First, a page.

When symptoms of schizophrenia occur after being managed for some time, you may be experiencing a symptom relapse.

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Schizophrenia can affect a person’s behaviors, cognition, mood, and how they connect with others.

While medication, psychotherapy, and learning about schizophrenia can help manage symptoms of the condition, it’s possible to experience “symptom relapses” while receiving treatment.

Symptom relapse is a part of the chronic condition journey, and it doesn’t mean you necessarily did “something wrong.”

The term “schizophrenia relapse” can be confusing, as “addiction relapse” tends to be more familiar.

A symptom relapse in schizophrenia refers to experiencing cognitive and positive symptoms that may have been well managed thus far, including:

  • hallucinations
  • delusions
  • confusion
  • difficulty concentrating
  • difficulty with movement (catatonia)

When symptoms return, they can cause psychological and social distress, financial hardship, and difficulties with work, school, and relationships.

Symptom relapse can also affect loved ones who care for those living with schizophrenia due to the increased need for supervision when symptoms or behaviors become more unexpected, harmful, or difficult to manage.

Many people who live with schizophrenia experience relapses during their lifetime. Sometimes behaviors can precede relapse. One 2018 study found that behavioral changes detected 2 weeks before relapse was 71% higher than the rate of anomalies during other periods.

Nearly 3 in 5 folks with schizophrenia-spectrum disorders experienced symptom relapse during their lifetime after they began to take medication, according to a 2021 study. The research looked at people receiving follow-up for their condition at hospitals in Ethiopia.

Warning signs of a schizophrenia relapse may include symptoms experienced before treatment, such as:

  • paranoia
  • sleep difficulties
  • changes in eating habits
  • confused thinking
  • loss of energy
  • feelings of anxiety, depression, or anger
  • lack of hygiene
  • withdrawal from friends and family
  • loss of interest in things once enjoyed (anhedonia)
  • hallucinations
  • delusions

Sometimes symptoms of psychosis can linger while receiving medication or other forms of medication, which can make it hard to define a true relapse, says Stephanie E. Johnson, a behavioral health consultant, life coach and owner of NaviPsych, in Atlanta, Georgia.

“However, it’s important for family members and individuals experiencing symptoms of psychosis or schizophrenia to keep their own records of symptoms that led to a hospitalization or treatment from a mental health professional at the time of an episode,” Johnson says.

“Receiving the best quality of treatment during a relapse depends heavily on what is reported to medical professionals by the family or the individual,” she adds.

Though prevention of individual episodes may be possible sometimes, preparing relapse contingency plans is wise.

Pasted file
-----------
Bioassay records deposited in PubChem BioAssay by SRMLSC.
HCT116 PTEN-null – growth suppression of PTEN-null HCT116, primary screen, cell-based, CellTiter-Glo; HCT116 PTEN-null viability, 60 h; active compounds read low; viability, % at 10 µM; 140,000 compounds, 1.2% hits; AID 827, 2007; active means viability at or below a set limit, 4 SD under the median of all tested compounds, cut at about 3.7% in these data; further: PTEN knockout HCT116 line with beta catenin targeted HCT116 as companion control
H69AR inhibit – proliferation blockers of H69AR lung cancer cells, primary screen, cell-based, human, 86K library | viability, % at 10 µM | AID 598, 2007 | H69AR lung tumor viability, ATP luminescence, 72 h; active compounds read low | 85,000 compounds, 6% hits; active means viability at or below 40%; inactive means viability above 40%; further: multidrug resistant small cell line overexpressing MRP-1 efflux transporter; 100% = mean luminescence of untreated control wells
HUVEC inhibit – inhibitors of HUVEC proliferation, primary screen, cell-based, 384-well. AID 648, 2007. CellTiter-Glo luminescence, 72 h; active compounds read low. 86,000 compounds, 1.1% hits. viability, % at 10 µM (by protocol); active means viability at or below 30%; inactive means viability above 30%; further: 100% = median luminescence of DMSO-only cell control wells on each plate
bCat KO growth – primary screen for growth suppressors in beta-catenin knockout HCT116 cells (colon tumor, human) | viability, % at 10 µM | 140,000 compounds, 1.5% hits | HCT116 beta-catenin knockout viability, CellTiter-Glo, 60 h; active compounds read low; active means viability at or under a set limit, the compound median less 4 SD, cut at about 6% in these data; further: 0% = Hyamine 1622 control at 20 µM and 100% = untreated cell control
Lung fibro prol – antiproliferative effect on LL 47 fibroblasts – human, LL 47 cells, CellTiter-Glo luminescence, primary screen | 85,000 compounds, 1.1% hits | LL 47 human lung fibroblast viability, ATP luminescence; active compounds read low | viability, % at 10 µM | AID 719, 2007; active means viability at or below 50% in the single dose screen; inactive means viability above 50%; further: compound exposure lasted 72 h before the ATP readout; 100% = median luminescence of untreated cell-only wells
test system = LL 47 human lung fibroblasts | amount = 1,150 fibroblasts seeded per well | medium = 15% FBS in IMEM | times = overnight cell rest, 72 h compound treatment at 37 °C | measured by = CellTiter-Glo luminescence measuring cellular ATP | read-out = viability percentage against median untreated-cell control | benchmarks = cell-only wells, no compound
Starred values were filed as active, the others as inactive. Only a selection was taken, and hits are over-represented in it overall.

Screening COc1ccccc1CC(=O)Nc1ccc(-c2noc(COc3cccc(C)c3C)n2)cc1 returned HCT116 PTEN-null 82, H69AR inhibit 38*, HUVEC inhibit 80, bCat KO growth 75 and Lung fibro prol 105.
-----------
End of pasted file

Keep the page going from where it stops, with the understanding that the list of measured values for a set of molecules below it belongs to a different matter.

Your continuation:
Relapse can be associated with:

  • having another mental health condition in addition to schizophrenia
  • not taking medication as directed by a doctor
  • stopping medication
  • stressful life events
  • substance use (including prescribed medications)

Effective ways to prevent relapse could include:

You can listen to our podcasts on service dogs for schizophrenia below.

While it’s difficult to prevent symptom relapse after treatment has stopped, Johnson says a “key factor in reducing relapses is remaining engaged in a treatment regimen and reporting side effects from medications as soon as possible to the treating medical professional.”

She says giving a clinician the below information can help them determine the phase of illness:

  • symptoms that occurred at the point of a symptom relapse
  • time of year that the relapses tend to occur
  • intensity of the symptoms
  • worsening of symptoms
  • appearance of new symptoms
  • what’s happening in the person’s life at the time of the relapse

“A well-reported history can … also help doctors determine the most appropriate medications, the most appropriate dosage, as well as if an evaluation is needed to reassess for a change in diagnosis, when necessary,” says Johnson.

She also suggests creating a mental health crisis plan after a relapse and when you’re feeling symptoms are again being managed.

“After relapses occur, sometimes individuals can remember an order of events, certain symptoms that occurred first, the intensity and frequency of the symptoms that let him or her know symptoms were returning,” Johnson says.

She adds that these symptoms or mood journal details are “valuable information to consider when planning the level of care a person may need.”

Planning is also helpful when creating a behavioral health advance directive, which defines a person’s wishes for healthcare and treatment to be carried out if they are incapacitated or unable to communicate their wishes.

“Clear communication, especially written documents, are essential to receiving the most appropriate quality medical care during a relapse,” says Johnson.

When a relapse occurs, it’s wise to contact a mental health professional immediately. Family, partners, or caregivers can be helpful by providing as much information as possible. Johnson suggests supplying doctors with what you know about your person and being ready to ask questions about their care.

“Families should ask the treating mental health professionals specific questions about the procedures of different levels of care and what to expect at each level. The more information known about the procedures, the easier navigating to receive help can be,” she says.

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